China’s Education Dilemma, at Home and Abroad

China’s Education Dilemma, at Home and Abroad

Last week, China’s State Council announced plans to construct a series of “world-class” universities and post-secondary programs by 2020. At the South China Morning Post, Li Jing notes that experts have expressed concerns about the feasibility of this goal amid ideological guidance campaigns in higher education:

To create institutions that can compete with the best, teachers and administrators must have independence to structure the learning environment, they argue.

[…] The blueprint also called for stronger party leadership and ideological work at higher education institutions.

But the two goals could be difficult to reconcile, according to Xiong Bingqi, deputy director of the 21st Century Education Research Institute.

[…] “Chinese universities do not need to be modelled after Harvard or Cambridge. They can have their own characteristics, but autonomy is key for future reform of the education system,” Xiong said. [Source]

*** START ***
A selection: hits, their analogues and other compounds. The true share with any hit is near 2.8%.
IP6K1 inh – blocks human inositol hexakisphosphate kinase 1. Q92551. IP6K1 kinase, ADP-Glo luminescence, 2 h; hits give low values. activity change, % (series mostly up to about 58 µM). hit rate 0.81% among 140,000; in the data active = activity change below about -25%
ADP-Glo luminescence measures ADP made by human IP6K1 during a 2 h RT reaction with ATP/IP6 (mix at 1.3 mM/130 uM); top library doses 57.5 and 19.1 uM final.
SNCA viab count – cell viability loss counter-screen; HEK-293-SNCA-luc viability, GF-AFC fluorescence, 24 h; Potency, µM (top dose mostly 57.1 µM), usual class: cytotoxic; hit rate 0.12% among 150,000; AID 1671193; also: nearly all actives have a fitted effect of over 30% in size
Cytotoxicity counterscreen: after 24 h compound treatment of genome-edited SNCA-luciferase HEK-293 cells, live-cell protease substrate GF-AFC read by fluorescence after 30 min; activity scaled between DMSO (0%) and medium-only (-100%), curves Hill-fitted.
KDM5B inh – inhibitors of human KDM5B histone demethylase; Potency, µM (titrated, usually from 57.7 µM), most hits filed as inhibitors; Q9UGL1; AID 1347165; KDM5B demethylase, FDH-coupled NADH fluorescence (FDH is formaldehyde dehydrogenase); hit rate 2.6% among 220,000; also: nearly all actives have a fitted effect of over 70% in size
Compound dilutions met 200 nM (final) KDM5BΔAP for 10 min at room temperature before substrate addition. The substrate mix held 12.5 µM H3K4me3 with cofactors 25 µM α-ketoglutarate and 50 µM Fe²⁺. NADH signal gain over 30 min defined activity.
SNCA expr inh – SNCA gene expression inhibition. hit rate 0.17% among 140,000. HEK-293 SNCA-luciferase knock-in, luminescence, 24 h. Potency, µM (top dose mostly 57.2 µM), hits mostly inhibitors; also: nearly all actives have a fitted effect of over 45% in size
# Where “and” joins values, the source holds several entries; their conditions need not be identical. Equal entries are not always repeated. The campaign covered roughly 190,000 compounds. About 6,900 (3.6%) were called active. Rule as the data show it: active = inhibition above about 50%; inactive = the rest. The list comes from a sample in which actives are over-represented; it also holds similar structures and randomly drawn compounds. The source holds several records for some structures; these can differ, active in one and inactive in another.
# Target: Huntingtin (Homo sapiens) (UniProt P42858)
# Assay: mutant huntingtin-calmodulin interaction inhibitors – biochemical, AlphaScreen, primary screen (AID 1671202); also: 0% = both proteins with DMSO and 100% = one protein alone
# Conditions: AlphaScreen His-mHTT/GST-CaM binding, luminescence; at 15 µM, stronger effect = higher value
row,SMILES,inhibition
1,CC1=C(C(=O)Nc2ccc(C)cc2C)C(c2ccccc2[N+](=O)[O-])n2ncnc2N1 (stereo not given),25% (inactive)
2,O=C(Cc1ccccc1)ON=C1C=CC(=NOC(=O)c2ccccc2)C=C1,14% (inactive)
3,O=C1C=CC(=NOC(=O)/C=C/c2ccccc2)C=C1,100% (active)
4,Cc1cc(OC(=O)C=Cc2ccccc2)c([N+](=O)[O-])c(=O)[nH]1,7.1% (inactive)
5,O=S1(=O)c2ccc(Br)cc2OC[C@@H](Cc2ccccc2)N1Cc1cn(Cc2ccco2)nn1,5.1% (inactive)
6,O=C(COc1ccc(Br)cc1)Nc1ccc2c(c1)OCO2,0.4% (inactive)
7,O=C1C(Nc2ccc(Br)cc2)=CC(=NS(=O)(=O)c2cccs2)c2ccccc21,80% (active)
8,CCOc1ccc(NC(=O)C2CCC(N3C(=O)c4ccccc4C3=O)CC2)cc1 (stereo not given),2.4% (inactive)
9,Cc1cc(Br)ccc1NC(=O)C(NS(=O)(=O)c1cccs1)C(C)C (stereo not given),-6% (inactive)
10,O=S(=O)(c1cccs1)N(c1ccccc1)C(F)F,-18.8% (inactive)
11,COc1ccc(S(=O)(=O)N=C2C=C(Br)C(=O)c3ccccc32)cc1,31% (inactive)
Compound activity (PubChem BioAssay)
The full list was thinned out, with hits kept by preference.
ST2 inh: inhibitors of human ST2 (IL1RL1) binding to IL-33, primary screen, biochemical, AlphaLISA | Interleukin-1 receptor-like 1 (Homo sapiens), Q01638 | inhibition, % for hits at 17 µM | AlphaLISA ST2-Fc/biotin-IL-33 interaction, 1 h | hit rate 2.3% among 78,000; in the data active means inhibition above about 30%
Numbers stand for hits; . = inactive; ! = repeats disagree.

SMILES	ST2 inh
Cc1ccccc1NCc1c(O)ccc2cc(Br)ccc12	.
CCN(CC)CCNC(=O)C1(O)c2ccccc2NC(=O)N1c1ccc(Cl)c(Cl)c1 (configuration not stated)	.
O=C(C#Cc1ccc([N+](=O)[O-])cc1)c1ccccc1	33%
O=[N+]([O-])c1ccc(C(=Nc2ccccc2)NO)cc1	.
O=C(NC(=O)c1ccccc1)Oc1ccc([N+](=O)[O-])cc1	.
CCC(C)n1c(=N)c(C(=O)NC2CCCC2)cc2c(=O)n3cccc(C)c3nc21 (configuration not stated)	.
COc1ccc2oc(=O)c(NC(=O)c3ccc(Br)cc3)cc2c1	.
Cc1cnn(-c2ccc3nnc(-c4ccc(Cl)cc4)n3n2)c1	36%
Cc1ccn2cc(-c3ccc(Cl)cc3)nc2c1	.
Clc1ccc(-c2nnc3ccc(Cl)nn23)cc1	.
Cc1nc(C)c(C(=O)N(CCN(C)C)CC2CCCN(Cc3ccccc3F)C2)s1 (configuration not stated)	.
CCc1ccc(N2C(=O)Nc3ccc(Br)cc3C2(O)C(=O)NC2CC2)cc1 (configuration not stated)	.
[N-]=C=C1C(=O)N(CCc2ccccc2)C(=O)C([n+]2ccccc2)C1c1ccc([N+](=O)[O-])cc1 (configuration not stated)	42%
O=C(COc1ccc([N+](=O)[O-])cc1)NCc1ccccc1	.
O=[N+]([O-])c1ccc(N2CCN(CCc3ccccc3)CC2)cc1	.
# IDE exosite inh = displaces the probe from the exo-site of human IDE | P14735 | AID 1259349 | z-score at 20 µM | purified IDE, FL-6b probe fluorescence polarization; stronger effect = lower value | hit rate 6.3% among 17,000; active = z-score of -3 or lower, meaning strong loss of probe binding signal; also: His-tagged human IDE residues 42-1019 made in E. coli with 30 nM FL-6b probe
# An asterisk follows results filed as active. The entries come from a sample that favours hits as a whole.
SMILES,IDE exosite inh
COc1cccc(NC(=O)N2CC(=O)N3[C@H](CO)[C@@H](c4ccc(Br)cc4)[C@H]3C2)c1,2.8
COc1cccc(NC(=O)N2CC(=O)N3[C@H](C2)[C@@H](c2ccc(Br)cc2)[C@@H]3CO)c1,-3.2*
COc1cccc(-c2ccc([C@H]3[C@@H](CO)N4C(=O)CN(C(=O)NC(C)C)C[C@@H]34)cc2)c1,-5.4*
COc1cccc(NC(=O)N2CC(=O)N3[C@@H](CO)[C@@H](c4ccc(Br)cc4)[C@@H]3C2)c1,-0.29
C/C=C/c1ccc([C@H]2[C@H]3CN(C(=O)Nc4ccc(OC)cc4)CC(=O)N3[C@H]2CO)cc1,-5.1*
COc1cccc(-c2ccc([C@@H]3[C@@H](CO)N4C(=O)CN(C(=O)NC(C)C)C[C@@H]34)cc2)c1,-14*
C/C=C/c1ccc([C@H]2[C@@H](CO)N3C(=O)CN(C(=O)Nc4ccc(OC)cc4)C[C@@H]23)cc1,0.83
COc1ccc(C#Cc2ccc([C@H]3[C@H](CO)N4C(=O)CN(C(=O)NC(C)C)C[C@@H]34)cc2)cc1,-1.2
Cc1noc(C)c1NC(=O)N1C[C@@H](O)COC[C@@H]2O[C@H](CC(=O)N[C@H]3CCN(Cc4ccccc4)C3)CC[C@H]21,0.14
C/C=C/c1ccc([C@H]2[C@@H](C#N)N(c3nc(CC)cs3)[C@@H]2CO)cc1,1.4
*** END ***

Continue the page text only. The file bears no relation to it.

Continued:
Meanwhile, Beijing has long been eager to win hearts and minds abroad through educational exchange, and these efforts have often led to controversy. Government-supported Confucius Institutes have long been met with suspicion at overseas host universities; last year the University of Chicago decided against renewing their CI contract amid a flurry of outcry from professors. Last month, an edX course on Mao Zedong thought was criticized for not offering an objective account of the topic. At the Council on Foreign Relations Asia Unbound blog, Rachel Brown notes that similar controversies could be waiting for a new Global Innovation Exchange (GIX) program between Tsinghua University and the University of Washington announced during Xi Jinxing’s state trip to the U.S. last month:
[…] Similar controversies could also arise at GIX. While the leader of the project on the Chinese side, Zhang Tao, argues that one of the advantages of the collaboration is that Americans who hope to sell tech products in Asia will be exposed to Chinese preferences and business practices through courses with Chinese students and faculty, the program’s emphasis on technology also raises potential concerns. Particularly troubling are issues surrounding Internet censorship and intellectual property protection where practices in the two countries diverge sharply. Nevertheless, given the Chinese government’s commitment to expanding soft power through education, collaborations between Chinese and American universities on this side of the Pacific seem poised to spread. [Source]


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